In addition to the report, the center has compiled an encyclopedia on the First Amendment, which includes court cases, laws, and individuals concerning those five rights.

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Corinne Murdock is a reporter at The Tennessee Star and the Star News Network. Follow her latest on Twitter, or email tips to [email protected].
Image “Ken Paulson and Dr. Brian Hinote” by MTSU Free Speech Center.






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2 Thoughts to “Middle Tennessee State University Free Speech Center Releases First Amendment Report for Students”

  1. Ben Taibi

    More often than not First amendment discussions at colleges revolve around finding ways to make it legitimate to silence conservatives. This will probably be another example. Let them Honestly compare Obama to Trump. Let them explore the words they both said, how Obama always said “don’t listen to those voices” if people disagreed with his goals – and how he said don’t listen to fox news – or the many visits social media people made to his white house, the same ones censoring free speech today – you could make the argument they were discussing future plans to skew the message in his direction. Trump never said, hey people do not listen to this or that, insulting your ability to think. Trump would directly call out individuals, specific groups or “news outlets” as fake if they misrepresented what he said, (which they did often) just as you or I would. And he never maligned regular people who did not think like him. Obama would suggest that people who did not think like him need to learn to think different, referring to us as “Folks” when he thought we were intellectually addle brained compared to him. Free Speech. I am all for it. people are smart enough to form their own opinions IF they are given a clear representation of all points of view. A College of all places is where that should happen. I bet it won’t happen in this instance – I would LOVE to be wrong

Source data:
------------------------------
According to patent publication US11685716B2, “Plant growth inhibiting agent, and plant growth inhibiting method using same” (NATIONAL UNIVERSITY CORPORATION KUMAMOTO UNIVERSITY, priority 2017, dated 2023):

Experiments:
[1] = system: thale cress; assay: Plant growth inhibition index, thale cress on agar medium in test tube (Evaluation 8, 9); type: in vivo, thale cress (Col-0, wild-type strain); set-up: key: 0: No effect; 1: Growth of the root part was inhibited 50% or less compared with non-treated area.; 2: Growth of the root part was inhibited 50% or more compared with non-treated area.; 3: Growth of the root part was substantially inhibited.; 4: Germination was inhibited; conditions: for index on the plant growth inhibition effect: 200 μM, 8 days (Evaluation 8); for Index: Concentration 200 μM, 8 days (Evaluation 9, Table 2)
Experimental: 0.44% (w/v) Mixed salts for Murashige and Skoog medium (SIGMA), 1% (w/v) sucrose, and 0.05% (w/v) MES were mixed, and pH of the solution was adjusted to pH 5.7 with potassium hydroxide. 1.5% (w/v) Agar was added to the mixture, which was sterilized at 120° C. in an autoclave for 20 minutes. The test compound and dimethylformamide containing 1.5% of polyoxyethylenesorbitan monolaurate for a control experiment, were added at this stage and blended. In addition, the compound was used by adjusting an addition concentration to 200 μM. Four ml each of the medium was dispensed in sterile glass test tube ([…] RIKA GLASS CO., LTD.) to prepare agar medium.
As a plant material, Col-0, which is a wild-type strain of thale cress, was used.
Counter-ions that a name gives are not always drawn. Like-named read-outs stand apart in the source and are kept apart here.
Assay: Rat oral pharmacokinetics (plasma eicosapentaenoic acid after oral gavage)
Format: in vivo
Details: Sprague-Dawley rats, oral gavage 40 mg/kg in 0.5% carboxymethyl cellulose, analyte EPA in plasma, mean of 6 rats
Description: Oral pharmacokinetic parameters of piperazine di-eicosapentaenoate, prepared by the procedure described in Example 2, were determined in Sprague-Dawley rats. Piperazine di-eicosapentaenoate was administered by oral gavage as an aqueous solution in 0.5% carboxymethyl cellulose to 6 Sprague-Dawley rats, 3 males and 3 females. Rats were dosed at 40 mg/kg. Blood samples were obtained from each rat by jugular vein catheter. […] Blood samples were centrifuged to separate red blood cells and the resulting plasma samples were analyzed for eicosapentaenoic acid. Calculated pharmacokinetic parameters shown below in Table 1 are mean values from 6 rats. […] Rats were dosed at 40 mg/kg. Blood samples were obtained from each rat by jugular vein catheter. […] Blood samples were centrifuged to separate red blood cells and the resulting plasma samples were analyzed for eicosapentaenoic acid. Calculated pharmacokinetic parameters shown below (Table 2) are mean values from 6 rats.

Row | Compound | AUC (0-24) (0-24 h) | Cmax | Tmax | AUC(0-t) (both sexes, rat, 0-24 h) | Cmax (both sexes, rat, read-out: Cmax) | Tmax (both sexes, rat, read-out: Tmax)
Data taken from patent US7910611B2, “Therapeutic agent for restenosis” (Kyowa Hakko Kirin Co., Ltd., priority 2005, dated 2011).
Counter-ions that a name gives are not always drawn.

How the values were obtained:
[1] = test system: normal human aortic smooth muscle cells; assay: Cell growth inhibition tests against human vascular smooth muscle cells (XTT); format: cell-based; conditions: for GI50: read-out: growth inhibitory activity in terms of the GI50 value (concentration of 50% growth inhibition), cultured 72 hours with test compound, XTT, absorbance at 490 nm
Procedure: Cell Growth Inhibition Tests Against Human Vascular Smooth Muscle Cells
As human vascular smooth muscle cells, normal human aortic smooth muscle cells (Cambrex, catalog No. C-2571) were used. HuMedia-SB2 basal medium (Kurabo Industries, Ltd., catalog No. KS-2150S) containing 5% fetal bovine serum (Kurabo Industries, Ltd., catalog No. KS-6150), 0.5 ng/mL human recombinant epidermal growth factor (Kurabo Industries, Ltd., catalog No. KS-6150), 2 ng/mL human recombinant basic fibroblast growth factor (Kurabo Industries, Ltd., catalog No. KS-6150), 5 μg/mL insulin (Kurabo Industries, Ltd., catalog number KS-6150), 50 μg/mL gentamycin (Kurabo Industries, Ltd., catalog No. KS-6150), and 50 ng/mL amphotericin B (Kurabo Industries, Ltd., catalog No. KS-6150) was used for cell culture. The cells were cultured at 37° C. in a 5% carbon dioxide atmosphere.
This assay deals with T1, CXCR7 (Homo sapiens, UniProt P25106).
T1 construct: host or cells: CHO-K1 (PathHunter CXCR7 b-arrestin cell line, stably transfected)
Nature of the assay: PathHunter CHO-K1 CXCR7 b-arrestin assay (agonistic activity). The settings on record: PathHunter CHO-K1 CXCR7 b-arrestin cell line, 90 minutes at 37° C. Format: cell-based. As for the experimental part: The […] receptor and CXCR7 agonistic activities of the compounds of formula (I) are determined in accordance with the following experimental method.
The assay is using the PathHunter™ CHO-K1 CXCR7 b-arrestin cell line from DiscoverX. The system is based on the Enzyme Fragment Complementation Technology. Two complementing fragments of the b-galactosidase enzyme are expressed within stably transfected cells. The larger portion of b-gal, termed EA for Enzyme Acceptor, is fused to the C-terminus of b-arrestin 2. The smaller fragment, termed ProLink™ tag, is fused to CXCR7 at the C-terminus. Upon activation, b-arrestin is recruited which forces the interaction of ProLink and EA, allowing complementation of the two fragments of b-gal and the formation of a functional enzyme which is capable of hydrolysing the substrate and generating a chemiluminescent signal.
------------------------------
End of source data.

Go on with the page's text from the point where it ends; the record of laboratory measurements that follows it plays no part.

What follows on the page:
2. Wolf Woman

    This is a good model for the students but what about the prejudiced administrative bureaucrats and professors who run the university system? The fish rots from the head.